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Dooky Chase's Restaurant In New Orleans Part 2

Dooky Chase's Restaurant In New Orleans Part 2

 Segregated Restaurant, 1938, Courtesy of Farm Security Administration, National Archives

Segregated Restaurant, 1938, Courtesy of Farm Security Administration, National Archives

During the civil rights movement Dooky Chase Restaurant in New Orleans served as an important meeting place for black activist such as the Rev. Avery Alexander, Rev. A.L. Davis (SCLC), and Dr. Henry Mitchell (NAACP).  In 1959 they organized the Consumers' League of Greater New Orleans (CLGNO) to fight segregation in city eateries and hiring practices. At Dooky Chase's the CLGNO and students from Dillard, Xavier, University of Louisiana, Southern University, and Tulane organized a civil rights movement over gumbo.  Leah Chase recalls, I “fed civil rights workers when they would come in . . . to the restaurant, and we made this big pot of gumbo. We cooked; they ate; they planned, then they went on.”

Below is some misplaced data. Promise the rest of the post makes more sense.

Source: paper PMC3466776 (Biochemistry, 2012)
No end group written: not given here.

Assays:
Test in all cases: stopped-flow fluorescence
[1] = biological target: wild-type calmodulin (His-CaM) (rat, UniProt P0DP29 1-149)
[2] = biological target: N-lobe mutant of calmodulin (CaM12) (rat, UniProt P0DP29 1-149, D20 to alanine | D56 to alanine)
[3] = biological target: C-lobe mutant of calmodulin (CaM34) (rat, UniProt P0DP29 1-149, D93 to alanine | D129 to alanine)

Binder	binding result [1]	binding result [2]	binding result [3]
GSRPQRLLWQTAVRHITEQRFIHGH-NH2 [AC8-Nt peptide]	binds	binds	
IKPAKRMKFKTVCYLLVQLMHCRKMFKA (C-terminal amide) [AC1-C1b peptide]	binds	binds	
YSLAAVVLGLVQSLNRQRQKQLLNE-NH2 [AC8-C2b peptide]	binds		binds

Dick Gregory's in 1963

Southern Food and Civil Rights: Feeding the Revolution

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Feeding the Revolution in Leflore County Mississippi

Feeding the Revolution in Leflore County Mississippi

Dooky Chase Restaurant in New Orleans Part 1

Dooky Chase Restaurant in New Orleans Part 1